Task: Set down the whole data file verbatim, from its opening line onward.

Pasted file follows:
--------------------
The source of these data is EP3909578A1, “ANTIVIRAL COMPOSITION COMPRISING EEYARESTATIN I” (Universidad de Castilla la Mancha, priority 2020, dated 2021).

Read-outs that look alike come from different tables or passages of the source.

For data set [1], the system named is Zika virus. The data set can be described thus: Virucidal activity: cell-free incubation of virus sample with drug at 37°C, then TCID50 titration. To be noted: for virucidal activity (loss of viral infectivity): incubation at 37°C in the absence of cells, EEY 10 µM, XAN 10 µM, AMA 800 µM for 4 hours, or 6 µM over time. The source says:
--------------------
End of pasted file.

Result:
The source of these data is EP3909578A1, “ANTIVIRAL COMPOSITION COMPRISING EEYARESTATIN I” (Universidad de Castilla la Mancha, priority 2020, dated 2021).

Read-outs that look alike come from different tables or passages of the source.

For data set [1], the system named is Zika virus. The data set can be described thus: Virucidal activity: cell-free incubation of virus sample with drug at 37°C, then TCID50 titration. To be noted: for virucidal activity (loss of viral infectivity): incubation at 37°C in the absence of cells, EEY 10 µM, XAN 10 µM, AMA 800 µM for 4 hours, or 6 µM over time. The source says: